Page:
Late in the first period of Monday afternoon’s game between the Rangers and Islanders at the Nassau Coliseum, Islanders’ defenseman James Wisniewski made an obscene gesture directed at Rangers forward Sean Avery.
The gesture simulated oral sex being performed on a male genital organ. It took place on the ice, just after a whistle stopped play deep in the Islanders zone.
Here’s a clip of the gesture for those who missed it.
The NHL should now take some kind of disciplinary action against Wisniewski to show that this kind of behavior is unacceptable and does not set forth the image that the league wants to convey.
That Avery was involved in the incident should come as little surprise. The 30-year-old native of Pickering, Ontario, is known as an agitator who is most effective when he gets opponents off their game. He is known for provoking other players with his mouth as well as with his stick and was recently voted as the least popular player in the league in a poll conducted of players throughout the league by Sports Illustrated.
Avery was suspended for six games in 2008 for telling reporters that other players were dating his “sloppy seconds.” He was also made to enter a counseling program by the league before he could be reinstated.
Avery was upset after Monday’s incident.
“It’s pretty obvious what the guy was doing,” Avery told reporters after the game. “I’m sure nothing will happen to him because nothing ever happens. It’s interesting he’d get a warning for something like that. Can you imagine if I did something like that? They sent me to rehab the last time I did something. It’s crazy.”
NHL Commissioner Gary Bettman was in attendance at the game but refused to comment on the incident when addressing reporters during the second intermission.
“From where I was sitting, I couldn’t see it,” Bettman said. “My guess is that hockey operations (the league office) will do what needs to be done, if anything.”
Wisniewski has been disciplined by the league in the past, but never for this kind of behavior. He was suspended for eight games by the league last March for a “hit to the head of an unsuspecting opponent” for a check to Chicago’s Brent Seabrook and two games earlier last season for a hit on Shane Doan of the Coyotes. But those hits were for dangerous plays or breaking the rules, not for gestures or comments.
In this case, Wisniewski essentially made a lewd gesture on the ice during a game while the cameras were rolling. Worse yet, it took place during a game that was being played on a holiday afternoon, when plenty of kids were certain to be watching.
“When are these players going to figure it out? We do have cameras at games,” a league source told ESPN.com.
It didn’t take long for the video to spread throughout the Internet. It was up on YouTube before the game was even over and was being widely discussed in the press box afterwards.
Do players say things worse than this to each other all the time in the heat of battle? Sure, it happens all the time and usually, it’s not big deal. But usually, it’s also not obvious to everybody attending or watching the game.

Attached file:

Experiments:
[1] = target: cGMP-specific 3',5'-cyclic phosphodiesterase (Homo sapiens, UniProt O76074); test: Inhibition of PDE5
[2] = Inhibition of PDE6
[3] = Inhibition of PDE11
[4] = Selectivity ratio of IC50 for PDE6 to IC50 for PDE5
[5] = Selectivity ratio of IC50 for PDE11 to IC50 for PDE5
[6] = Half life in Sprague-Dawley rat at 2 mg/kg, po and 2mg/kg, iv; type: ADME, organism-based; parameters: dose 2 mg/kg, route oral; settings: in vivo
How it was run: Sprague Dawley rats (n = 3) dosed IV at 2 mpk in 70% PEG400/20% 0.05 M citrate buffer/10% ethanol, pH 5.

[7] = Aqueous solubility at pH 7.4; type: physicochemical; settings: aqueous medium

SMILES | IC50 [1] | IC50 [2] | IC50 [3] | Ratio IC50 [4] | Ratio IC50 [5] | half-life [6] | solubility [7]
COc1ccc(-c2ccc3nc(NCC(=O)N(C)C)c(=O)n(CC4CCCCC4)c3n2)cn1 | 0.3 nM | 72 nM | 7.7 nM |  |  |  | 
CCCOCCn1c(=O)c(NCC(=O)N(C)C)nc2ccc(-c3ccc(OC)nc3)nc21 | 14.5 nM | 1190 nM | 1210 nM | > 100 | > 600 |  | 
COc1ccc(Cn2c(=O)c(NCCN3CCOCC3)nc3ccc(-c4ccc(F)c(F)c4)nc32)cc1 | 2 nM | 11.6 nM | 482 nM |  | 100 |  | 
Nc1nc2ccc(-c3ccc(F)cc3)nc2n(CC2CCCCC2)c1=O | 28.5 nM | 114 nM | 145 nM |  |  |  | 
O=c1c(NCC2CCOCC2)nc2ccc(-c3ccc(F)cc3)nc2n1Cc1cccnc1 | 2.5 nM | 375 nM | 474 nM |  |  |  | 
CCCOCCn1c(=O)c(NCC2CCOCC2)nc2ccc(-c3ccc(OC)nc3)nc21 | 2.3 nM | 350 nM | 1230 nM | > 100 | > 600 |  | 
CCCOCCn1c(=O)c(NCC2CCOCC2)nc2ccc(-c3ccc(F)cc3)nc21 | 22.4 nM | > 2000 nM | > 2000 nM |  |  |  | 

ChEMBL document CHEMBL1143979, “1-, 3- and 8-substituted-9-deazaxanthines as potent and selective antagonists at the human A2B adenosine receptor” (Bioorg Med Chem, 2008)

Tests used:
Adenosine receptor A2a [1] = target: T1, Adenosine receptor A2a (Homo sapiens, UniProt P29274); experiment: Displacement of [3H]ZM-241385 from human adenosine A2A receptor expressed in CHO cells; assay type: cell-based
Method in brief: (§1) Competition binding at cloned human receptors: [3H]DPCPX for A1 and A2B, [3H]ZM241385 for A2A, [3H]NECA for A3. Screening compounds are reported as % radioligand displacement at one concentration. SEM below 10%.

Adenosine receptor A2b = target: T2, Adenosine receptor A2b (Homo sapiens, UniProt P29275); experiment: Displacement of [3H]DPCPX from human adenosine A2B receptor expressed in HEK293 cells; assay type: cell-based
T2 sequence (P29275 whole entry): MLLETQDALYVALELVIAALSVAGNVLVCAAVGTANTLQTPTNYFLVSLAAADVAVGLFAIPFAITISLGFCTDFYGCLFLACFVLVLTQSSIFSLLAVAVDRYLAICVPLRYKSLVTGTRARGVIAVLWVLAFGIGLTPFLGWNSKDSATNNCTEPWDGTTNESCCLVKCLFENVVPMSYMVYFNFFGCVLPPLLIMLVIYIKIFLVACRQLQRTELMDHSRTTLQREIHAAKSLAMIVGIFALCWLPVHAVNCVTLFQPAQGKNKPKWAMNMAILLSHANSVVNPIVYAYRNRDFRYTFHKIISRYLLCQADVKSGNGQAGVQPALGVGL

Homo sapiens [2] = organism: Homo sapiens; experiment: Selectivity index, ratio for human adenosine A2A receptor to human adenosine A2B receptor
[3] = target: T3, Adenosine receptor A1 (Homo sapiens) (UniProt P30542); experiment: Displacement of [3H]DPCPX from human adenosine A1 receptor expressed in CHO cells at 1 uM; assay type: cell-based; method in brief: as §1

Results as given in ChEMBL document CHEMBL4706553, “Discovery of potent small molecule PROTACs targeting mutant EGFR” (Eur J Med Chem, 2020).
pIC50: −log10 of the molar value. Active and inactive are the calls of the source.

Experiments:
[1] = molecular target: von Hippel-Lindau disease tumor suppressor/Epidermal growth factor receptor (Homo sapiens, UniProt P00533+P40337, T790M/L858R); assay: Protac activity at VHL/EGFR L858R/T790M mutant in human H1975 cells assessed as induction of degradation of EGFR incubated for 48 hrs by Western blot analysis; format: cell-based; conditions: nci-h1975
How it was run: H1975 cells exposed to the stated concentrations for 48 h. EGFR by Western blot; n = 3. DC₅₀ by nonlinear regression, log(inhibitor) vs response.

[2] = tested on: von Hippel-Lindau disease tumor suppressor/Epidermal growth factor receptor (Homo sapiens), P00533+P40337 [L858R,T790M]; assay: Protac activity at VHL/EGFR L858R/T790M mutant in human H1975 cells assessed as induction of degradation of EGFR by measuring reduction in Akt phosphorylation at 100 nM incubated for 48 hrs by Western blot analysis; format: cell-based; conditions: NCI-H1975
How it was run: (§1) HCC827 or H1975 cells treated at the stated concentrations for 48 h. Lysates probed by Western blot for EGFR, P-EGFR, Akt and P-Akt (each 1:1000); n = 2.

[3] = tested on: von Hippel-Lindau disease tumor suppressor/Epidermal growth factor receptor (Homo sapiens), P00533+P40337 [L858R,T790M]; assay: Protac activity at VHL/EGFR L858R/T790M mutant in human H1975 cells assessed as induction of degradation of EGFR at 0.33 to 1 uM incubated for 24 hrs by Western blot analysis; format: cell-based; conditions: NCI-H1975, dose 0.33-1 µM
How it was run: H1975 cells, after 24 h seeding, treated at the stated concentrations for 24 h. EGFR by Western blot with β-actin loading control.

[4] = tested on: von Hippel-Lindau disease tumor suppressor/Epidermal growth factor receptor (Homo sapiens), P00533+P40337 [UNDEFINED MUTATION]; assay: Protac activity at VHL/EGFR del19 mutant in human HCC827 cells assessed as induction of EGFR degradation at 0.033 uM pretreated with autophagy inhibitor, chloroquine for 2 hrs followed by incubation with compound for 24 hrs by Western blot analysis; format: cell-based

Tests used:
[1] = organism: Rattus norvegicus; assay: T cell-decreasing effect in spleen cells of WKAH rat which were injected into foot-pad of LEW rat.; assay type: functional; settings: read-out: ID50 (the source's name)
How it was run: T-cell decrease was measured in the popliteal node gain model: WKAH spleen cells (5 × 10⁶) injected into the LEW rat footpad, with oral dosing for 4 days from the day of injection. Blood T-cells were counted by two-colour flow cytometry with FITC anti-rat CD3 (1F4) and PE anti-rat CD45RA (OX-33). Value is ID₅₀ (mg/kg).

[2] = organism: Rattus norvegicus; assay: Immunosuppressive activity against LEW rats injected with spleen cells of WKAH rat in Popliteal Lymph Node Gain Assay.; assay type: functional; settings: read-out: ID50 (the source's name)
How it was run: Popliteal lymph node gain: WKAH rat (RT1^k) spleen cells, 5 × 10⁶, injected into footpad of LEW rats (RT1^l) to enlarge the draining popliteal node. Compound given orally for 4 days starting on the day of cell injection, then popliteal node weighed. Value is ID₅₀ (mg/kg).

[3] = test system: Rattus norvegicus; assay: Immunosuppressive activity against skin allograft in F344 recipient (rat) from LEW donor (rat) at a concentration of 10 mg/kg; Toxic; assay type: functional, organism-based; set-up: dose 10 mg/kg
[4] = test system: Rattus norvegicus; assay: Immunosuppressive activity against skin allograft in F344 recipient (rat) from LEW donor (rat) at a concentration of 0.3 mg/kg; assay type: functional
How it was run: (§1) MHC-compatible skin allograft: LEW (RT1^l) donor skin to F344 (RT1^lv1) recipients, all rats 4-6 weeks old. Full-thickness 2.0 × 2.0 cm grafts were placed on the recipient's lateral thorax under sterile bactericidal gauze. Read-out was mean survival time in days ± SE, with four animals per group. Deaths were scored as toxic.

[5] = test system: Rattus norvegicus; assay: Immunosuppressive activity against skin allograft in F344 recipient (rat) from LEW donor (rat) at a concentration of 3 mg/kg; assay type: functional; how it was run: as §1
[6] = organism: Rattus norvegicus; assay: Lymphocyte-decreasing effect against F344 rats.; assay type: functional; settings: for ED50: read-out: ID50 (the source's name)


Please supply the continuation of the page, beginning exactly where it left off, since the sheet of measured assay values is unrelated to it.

This is exactly what Wisniewski said after the game. He admitted he and Avery have no prior history of animosity and then added, “What happens on the ice stays on the ice. What he said to me, what I said, who cares? He’s playing hard, I’m playing hard. Leave it on the ice.”
But what Wisniewski did took what was said beyond the ice. It basically made a spectacle of what was said and made it perfectly clear to everyone watching the game in person and on television what was said. That message was also conveyed in a lewd and inappropriate manner.
There is a precedent for suspending a player for making a gesture on the ice. The NHL made Chicago’s Nick Boynton sit out for one game last season for making a throat slashing gesture at the Lightning’s Blair Jones during an exhibition game. Boynton was suspended for one regular season game as a result of the incident.
Boynton’s action was not obscene or lewd but was clearly inappropriate. Wisniewski’s actions are at least as improper as Boynton’s.
There is also a bigoted element to Wisniewski’s actions that needs to be addressed. Essentially, Wisniewski’s gesture was an attempt to insult Avery by saying he engaged in homosexual acts. It can easily be interpreted that Wisniewski was using “gay” as an insult against Avery.
The recent suicide of Rutgers University freshman Tyler Clementi shows how bigotry can hurt people when taken to an extreme. Wisniewski’s actions were not necessarily intended to be anti-gay and are nowhere near as extreme as what Clementi’s classmates did to him, but they do contribute in a small but definite way to an atmosphere that says that it’s OK to use “gay” as an insult.
The NHL has suspended players in the past for making bigoted statements. Chris Simon sat out three games in 1997 after allegedly calling Edmonton’s Mike Grier a racist word. Grier is African American.
If the league just fines Wisniewski, it will not send a strong a signal that his behavior is completely inappropriate.
The NHL should take a stand and make it clear that these gestures are not acceptable in the game today. Wisniewski should sit out at least one game.